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Public Health Medicine Celebrates Excellence

2017/06/26 12:25:03 PM

The graduates; Dr Boikhutso Tlou, Dr Chauntelle Bagwandeen, Dr Khumbulani Hlongwana, Dr Prishah Narsai, Dr Andrew Ross and Dr Nelisiwe Khuzwayo presented their theses, focusing on a variety of topics, at the symposium.

 From left to right: Dr Khumbulani Hlongwana, Dr Chauntelle Bagwandeen, Dr Boikhutso
Tlou, Dr Andrew Ross, Dr Prishah Narsai and Dr Nelisiwe Khuzwayo.
UKZN College of Health Sciences’ Department of Public Health Medicine celebrated its new PhD graduates by holding a Research Day Symposium.

The graduates; Dr Boikhutso Tlou, Dr Chauntelle Bagwandeen, Dr Khumbulani Hlongwana, Dr Prishah Narsai, Dr Andrew Ross and Dr Nelisiwe Khuzwayo presented their theses, focusing on a variety of topics, at the symposium.

Public Health Medicine’s HoD Dr Saloshni Naidoo congratulated the group for their respective achievements and commended them for striving for excellence.

Tlou presented his thesis titled: “Spatial-temporal dynamics and structural determinants of child and maternal mortality in a rural, high HIV burdened South African population, 2000-2014”. He used advanced spatiotemporal techniques to identify hotspots (high-risk areas) for child and maternal mortality, and their associated risk factors. His work will guide health planners and policymakers in the effective use of scarce resources to target intervention programmes. The study was supervised by Professor Benn Sartorius and Professor Frank Tanser.

Bagwandeen’s study was titled: “Sowing the seeds: The use of feedback in postgraduate medical education: A key factor in developing and enhancing clinical competence”. This mixed methods study examined the process of feedback across six disciplines at a teaching hospital. Registrars reported that consultants lacked training on how to give feedback and that important elements were missing. Consultants reported heavy workloads, fear of negative reactions, apathy, lack of institutional support and that a guiding framework hampered the process. This study developed policy guidelines and strategies to enhance the culture of feedback in the training of medical specialists at UKZN. She was supervised by Dr S Singaram.

The thesis titled: “Factors influencing the implementation of the malaria elimination policy in South Africa”, earned Hlongwana a PhD in Public Health Medicine. Studies on barriers and facilitators to effective implementation of malaria elimination policies are lacking. Using mixed methods, this study revealed multiple factors affecting the implementation in SA, from implementers, researchers and policy makers’ perspectives. The overarching challenge was the perception that the whole malaria elimination agenda was externally sculpted, with local actors’ participation being superficial. The study culminated in the development of a Conceptual Framework illustrating the features affecting the implementation of malaria elimination in South Africa.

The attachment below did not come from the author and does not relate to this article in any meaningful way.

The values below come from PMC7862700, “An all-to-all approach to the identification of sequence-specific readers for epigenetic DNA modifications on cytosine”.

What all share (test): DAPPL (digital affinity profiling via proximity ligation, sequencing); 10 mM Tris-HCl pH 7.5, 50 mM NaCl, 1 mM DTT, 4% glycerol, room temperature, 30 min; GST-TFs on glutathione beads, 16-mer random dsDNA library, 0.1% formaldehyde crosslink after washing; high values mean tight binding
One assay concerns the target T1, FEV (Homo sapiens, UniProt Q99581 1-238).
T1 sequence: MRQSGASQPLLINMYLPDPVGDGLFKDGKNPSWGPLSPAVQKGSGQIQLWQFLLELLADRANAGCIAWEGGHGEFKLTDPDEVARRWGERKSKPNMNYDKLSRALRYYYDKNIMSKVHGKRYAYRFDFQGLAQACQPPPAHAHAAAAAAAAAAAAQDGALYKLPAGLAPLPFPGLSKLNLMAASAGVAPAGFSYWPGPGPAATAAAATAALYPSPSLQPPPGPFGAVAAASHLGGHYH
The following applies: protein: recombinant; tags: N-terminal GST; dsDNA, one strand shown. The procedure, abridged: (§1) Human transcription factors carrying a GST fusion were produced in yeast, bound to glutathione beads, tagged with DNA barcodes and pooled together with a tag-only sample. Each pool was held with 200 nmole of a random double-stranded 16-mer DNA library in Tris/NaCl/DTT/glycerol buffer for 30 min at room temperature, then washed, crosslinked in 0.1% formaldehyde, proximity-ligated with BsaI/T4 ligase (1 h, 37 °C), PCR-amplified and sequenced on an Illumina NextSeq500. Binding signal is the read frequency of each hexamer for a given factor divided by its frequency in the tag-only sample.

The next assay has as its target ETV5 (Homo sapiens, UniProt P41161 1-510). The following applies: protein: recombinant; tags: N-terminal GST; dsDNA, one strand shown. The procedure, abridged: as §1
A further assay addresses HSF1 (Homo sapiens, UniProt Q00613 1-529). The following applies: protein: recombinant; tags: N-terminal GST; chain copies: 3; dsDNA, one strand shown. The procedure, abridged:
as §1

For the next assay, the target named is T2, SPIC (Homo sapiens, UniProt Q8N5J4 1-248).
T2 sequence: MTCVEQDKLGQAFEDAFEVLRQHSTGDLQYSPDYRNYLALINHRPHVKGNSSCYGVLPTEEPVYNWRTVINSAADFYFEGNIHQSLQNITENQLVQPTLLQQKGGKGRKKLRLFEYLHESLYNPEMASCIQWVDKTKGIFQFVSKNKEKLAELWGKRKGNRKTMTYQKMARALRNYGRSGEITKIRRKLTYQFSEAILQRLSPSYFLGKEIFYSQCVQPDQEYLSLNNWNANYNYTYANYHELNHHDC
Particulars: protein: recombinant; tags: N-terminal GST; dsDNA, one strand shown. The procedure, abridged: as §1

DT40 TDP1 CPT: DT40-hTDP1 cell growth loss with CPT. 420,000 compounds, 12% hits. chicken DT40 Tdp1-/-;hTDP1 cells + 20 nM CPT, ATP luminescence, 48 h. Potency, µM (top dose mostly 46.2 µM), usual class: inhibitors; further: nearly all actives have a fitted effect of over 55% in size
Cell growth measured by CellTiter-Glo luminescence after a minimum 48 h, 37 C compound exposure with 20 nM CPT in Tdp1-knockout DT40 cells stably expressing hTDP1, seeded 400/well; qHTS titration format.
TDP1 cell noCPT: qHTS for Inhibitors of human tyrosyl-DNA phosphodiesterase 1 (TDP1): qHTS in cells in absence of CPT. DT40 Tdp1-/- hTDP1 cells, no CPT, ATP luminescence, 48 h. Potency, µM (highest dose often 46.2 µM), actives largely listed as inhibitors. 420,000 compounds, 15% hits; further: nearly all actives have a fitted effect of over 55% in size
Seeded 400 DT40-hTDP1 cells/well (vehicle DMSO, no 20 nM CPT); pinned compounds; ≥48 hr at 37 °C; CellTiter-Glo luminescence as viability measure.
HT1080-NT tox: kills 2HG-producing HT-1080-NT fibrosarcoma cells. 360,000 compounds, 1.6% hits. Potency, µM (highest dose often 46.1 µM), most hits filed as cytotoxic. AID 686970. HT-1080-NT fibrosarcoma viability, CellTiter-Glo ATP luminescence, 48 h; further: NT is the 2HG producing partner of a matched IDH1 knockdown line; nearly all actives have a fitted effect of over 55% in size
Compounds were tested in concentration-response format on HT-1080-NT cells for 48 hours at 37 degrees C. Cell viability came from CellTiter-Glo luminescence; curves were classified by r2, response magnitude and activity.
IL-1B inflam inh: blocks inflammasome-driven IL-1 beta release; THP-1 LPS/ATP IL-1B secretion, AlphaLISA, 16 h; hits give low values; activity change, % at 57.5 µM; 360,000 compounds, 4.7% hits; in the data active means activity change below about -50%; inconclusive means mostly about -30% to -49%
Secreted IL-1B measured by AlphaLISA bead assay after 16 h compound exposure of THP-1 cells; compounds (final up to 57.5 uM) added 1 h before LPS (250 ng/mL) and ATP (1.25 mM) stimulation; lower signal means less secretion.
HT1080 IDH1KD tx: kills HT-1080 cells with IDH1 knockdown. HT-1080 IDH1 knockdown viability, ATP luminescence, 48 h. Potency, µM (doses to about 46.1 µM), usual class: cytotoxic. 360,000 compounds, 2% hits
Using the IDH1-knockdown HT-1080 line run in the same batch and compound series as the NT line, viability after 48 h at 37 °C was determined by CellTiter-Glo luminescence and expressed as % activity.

He was supervised by Professor Joyce Tsoka-Gwegweni.

Narsai’s thesis was titled: “An investigation of the housing conditions and the quality of life of clients in the built environment in the eThekwini municipality during the HIV/ AIDS epidemic”. The South African Constitution protects the right to housing and to have access to health care and the implementation of these rights was investigated in the study undertaken in eThekwini. It focused on four housing typologies; namely informal settlements, reconstruction and development housing, traditional rural housing and inner-city apartments. The study highlighted the shortfalls in achieving adequate housing and access to healthcare during the HIV and AIDS epidemic, and offers recommendations to improve residents’ quality of life. She was supervised by Professor M Taylor.

Khuzwayo closed the session with her presentation titled: “Development implementation and evaluation of a behavioural youth risk reduction intervention in the context of operation Sukuma Sakhe in Umgungundlovu district municipality, Kwazulu-Natal South Africa.” This thesis showed that micro-system, exo-system and macro-system contribute to fostering riskier sexual behaviours. Re-engineering of interventions addressing the risk behaviour of the young people in uMgungundlovu Municipality is required targeting these levels, since the existing interventions directed at the individuals have not resulted in the desired health outcomes. She was supervised by Professor M Taylor.

Nombuso Dlamini

Nombuso Dlamini

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